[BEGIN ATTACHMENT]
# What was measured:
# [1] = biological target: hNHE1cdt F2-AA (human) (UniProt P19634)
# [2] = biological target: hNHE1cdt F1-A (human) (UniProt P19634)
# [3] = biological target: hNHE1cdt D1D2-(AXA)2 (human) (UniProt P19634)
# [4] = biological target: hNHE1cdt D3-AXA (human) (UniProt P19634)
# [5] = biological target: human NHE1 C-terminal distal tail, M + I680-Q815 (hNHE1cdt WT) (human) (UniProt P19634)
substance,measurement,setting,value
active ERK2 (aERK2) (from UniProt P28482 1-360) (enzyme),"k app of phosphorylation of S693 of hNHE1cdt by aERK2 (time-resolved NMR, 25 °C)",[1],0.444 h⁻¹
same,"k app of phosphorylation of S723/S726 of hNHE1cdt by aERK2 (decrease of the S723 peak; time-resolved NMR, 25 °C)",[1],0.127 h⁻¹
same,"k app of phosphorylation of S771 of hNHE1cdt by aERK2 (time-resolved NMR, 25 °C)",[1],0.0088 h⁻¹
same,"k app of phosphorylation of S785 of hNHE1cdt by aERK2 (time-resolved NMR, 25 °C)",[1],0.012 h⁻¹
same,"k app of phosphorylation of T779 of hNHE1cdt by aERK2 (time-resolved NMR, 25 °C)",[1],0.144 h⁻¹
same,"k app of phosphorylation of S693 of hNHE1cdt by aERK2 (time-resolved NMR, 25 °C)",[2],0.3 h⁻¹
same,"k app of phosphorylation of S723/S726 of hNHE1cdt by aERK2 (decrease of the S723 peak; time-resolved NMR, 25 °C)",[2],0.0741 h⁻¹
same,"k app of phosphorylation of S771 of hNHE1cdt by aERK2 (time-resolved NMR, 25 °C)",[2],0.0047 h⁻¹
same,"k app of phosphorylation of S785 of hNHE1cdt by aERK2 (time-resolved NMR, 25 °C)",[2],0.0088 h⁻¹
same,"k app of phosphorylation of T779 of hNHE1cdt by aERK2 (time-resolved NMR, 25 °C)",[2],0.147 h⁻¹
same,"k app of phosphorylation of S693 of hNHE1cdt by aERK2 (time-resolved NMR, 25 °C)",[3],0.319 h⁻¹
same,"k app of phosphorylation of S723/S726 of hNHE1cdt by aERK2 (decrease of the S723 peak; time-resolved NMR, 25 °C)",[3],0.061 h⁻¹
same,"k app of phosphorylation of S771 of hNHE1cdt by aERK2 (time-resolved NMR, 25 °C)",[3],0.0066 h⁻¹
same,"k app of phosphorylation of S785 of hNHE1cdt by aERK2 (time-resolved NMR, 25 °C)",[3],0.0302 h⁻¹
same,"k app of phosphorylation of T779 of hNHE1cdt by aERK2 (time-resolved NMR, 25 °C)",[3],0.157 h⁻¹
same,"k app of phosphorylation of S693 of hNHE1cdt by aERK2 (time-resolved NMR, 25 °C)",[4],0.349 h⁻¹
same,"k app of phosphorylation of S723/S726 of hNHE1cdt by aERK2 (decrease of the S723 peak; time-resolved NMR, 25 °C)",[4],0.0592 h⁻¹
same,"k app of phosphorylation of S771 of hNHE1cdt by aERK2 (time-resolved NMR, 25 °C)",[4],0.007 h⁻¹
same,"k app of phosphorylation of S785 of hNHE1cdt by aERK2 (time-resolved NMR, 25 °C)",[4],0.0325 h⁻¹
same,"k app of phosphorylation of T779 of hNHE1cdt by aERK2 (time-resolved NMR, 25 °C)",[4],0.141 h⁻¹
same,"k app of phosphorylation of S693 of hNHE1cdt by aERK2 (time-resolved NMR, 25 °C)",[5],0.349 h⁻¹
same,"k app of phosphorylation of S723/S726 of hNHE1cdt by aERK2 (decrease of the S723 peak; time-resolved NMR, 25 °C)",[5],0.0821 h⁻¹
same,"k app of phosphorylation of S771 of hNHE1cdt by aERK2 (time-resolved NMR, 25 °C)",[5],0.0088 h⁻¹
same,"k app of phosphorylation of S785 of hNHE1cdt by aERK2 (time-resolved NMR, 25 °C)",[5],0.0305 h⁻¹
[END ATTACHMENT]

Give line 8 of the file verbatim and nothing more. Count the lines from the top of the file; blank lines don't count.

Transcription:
active ERK2 (aERK2) (from UniProt P28482 1-360) (enzyme),"k app of phosphorylation of S693 of hNHE1cdt by aERK2 (time-resolved NMR, 25 °C)",[1],0.444 h⁻¹